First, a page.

The inner circle of leaders suppressed the pro-democracy movement. They passed new laws to limit freedom of speech, press, and assembly. A newly formed national police arrested hundreds of dissenters. By 1884, the new political parties had been destroyed.

Japan's leaders did realize, however, that they would have to set up some kind of constitutional system. The West would never accept Japan as an equal without a constitution.

A leader named Ito Hirobumi became the father of Japan's first constitution. After traveling throughout Europe and America, he decided he was most impressed with the constitution in the part of Germany called Prussia. In Prussia, the German Kaiser, or emperor, and his appointed cabinet were superior to the elected parliament. Back in Japan, Ito headed a group that worked in secret for over six years to draft a constitution.

On February 11, 1889, Emperor Meiji offered Japan's first constitution as his personal gift to the people. The Meiji Constitution was based on the Prussian model. The emperor was considered divine and he was the head of state. He ruled through a cabinet of ministers. In fact, however, the ministers were the same leaders of Japan's powerful families who had overthrown the shogun and run Japan for more than 20 years.

Under the Meiji Constitution, there would be a parliament, called the Diet. Only 2 percent of the population, however, were eligible to vote. In addition, the emperor's cabinet could veto any laws passed by the Diet. A bill of rights listed many freedoms, but all of them could be restricted by the cabinet. Most of the real power, as before, rested in the hands of the men surrounding the emperor.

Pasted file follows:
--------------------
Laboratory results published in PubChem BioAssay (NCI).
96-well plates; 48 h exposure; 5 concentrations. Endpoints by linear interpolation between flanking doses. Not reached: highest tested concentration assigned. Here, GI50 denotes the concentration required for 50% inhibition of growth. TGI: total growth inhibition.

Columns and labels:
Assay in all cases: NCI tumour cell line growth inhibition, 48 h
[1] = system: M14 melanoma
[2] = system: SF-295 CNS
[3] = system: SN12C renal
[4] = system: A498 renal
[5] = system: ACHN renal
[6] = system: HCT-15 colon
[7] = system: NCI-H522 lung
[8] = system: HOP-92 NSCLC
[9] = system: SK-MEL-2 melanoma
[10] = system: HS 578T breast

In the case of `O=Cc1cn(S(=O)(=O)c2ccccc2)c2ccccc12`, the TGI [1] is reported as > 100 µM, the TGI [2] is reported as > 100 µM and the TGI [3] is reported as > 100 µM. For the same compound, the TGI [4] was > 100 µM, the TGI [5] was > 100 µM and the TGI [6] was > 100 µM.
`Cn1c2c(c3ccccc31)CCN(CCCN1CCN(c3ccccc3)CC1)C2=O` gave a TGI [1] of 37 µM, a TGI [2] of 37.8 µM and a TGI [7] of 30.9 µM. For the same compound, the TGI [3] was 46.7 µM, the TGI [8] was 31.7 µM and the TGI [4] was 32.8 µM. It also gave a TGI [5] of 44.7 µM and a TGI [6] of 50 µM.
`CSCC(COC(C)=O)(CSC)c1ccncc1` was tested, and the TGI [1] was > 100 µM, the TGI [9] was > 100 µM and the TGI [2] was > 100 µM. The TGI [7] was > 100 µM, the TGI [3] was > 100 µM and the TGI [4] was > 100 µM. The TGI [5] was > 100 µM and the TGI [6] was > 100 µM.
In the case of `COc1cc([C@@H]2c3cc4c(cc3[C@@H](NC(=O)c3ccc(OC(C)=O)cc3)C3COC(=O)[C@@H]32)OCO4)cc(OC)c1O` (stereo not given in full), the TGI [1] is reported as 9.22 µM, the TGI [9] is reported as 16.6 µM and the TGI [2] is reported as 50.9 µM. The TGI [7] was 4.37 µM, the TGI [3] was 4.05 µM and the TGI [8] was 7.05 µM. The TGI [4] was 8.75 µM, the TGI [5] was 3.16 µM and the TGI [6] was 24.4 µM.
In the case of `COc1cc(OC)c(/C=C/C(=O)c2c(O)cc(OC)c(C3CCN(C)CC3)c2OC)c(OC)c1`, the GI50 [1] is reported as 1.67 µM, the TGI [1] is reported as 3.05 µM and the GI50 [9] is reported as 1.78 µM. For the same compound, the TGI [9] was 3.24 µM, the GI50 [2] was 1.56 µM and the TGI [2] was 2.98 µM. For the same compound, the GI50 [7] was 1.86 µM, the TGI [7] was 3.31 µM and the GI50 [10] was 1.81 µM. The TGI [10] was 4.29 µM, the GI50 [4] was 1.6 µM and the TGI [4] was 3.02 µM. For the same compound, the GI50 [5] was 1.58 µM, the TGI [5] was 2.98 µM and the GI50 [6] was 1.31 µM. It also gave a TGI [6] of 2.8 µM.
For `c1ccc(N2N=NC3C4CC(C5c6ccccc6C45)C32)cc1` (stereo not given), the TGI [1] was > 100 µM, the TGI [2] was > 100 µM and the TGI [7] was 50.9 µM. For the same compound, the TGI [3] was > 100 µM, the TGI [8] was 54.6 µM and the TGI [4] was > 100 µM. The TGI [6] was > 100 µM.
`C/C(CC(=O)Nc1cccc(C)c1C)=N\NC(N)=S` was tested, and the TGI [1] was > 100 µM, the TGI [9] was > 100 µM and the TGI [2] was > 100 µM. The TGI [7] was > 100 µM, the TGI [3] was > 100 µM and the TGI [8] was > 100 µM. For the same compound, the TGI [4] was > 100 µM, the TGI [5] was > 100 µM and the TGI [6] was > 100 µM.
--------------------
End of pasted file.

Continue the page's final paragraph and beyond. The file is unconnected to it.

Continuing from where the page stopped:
A World Power

When Emperor Meiji died in 1912, Japan had accomplished its goals. It had made one of the most remarkable transitions in history. In the 45 years of his reign, Japan became a modern industrial nation. In many ways, it was now equal to the Western powers. Japan had built a modern army and navy that had won two brief wars. It had beaten China in 1894-1895 and Russia in 1904-1905. It had made Korea into a virtual colony. It had done away with the hated unequal treaties. And it had adopted a written constitution, though real democracy was still a long way away.

Japan's next step was to try to become a world power and dominate the Pacific. This ambition would lead inevitably to the attack on Pearl Harbor and war with the United States.

For Discussion and Writing

1. Sometimes an event in history sets off a whole series of unexpected consequences. What were the consequences resulting from Commodore Perry's visit to Japan in 1853?

2. If there are competing claims to executive power -- such as a king, prime minister, and cabinet -- how can you tell who holds the real power?

3. Can you think of any other cases of rapid transformation in other countries? Do they usually involve a strong ruler? Why or why not?

For Further Information

Japan: A brief history of Japan from the Columbia Encyclopedia.


Leadership in a Changing Japan

Prepare brief role plays on the meetings described below. Each incident illustrates an event during the period of rapid change in Japan from 1853 to 1912. In reality, many of these meetings only took place through representatives. For the sake of simplicity, we will assume in this activity that Perry, for example, actually met directly with the shogun.

After each role play, discuss whether or not the Japanese leader or leaders did the right thing for Japan.

1. Commodore Perry meets the shogun in 1853 and demands a trade treaty in favor of the United States.

2. The shogun and Emperor Komei disagree whether or not to sign the "unequal treaties" in 1858.

3. After the shogun is overthrown, the rebel leaders meet with Emperor Meiji in 1868 to debate whether Japan should remain a feudal society or change to a modern Westernized nation.

4. In 1882 Ito Hirobumi asks an American and a Prussian to help him decide what type of constitutional government would be best for Japan.

5. At the death of Emperor Meiji in 1912, Japanese government leaders meet with representatives of the Western powers to argue that Japan is now equal to them.